Workers scrape oil from a beach in Louisiana last year that was devastated by the oil spill from the Deepwater Horizon rig.

CNS PHOTO | LEE CELANO, REUTERS

Workers scrape oil from a beach in Louisiana last year that was devastated by the oil spill from the Deepwater Horizon rig.

October 10, 2011

Jesuit communities around the world have been asked to make their buildings more energy efficient, help the farmers they work with use sustainable agricultural practices and launch programs in their universities to promote both theological reflection and scientific research on protecting the environment.

A 68-page special report on ecology, Healing a Broken World, was published in mid-September by the Jesuit headquarters in Rome.

The report called on Jesuits and their collaborators to confront their own resistance and "cast a grateful look on creation, letting our heart be touched by its wounded reality and making a strong personal and communal commitment to healing it."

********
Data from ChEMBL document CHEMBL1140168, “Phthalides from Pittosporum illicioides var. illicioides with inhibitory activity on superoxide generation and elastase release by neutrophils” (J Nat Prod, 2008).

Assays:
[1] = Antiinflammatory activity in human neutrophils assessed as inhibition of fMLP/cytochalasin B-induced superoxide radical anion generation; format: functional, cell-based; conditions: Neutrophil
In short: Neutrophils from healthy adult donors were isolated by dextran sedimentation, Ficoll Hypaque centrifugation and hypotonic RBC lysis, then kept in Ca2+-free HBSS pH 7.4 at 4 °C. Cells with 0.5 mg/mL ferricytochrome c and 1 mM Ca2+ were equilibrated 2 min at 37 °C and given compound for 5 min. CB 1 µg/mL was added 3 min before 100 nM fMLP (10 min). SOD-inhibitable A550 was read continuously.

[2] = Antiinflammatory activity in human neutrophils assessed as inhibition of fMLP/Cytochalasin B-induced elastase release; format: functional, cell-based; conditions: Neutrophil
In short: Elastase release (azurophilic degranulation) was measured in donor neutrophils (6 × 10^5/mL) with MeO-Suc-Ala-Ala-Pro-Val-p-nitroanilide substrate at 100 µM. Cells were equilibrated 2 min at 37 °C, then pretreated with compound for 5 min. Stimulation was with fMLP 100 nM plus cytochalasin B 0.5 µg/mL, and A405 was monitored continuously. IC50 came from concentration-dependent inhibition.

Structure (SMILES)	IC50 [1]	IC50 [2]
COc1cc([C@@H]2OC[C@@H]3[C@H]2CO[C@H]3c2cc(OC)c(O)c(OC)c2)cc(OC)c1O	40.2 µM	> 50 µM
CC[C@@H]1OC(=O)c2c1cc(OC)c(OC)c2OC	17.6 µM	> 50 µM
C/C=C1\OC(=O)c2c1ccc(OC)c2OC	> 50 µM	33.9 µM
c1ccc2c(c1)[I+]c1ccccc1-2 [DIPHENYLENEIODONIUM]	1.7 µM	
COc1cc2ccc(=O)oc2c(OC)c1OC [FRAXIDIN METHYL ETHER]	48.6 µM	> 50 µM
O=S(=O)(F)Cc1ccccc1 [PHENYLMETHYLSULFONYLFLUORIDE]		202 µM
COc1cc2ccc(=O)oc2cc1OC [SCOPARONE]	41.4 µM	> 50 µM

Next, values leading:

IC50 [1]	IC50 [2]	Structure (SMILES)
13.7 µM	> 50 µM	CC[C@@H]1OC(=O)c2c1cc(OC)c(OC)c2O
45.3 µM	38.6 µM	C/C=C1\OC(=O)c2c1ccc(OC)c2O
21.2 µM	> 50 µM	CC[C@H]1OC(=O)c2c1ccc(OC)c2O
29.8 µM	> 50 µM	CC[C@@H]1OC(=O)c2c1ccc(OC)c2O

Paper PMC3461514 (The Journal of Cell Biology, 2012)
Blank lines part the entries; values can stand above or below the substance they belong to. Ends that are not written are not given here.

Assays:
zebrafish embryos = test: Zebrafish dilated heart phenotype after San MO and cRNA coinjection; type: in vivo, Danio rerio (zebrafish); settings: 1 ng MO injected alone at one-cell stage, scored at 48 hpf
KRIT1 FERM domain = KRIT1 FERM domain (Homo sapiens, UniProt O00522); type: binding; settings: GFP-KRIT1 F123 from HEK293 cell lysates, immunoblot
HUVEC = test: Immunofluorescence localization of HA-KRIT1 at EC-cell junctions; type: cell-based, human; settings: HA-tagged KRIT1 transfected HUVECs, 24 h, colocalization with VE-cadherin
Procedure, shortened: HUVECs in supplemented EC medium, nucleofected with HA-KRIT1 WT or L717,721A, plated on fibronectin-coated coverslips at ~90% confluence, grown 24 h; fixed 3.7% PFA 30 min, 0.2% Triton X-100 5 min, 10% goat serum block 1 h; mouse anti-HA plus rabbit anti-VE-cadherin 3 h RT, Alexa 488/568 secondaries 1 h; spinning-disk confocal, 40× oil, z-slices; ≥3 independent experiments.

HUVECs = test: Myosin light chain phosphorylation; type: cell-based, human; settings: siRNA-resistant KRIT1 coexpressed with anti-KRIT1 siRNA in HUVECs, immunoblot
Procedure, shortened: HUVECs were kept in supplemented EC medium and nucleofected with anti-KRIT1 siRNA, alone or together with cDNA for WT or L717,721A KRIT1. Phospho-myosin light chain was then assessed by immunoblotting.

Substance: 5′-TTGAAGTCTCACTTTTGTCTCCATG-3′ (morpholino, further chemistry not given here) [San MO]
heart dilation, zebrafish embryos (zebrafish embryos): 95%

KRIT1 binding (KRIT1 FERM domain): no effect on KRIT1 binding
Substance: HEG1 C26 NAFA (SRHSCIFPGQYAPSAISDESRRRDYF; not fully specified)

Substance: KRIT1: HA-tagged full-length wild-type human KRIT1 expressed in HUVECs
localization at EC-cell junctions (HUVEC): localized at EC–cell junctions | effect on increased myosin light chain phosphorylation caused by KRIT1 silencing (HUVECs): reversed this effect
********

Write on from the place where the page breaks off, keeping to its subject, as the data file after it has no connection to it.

The report called for biblical and spiritual reflection on the gift of creation and an understanding of environmental protection as a justice issue, since it is the poor who suffer first and most severely from the destruction of environment.

"Creation, the life-giving gift of God, has become material, extractable and marketable," the document said.

People have allowed technology and rationality to dominate the way they look at the physical world, "blunting our sensitivity to the mystery, diversity and vastness of life and the universe," it said.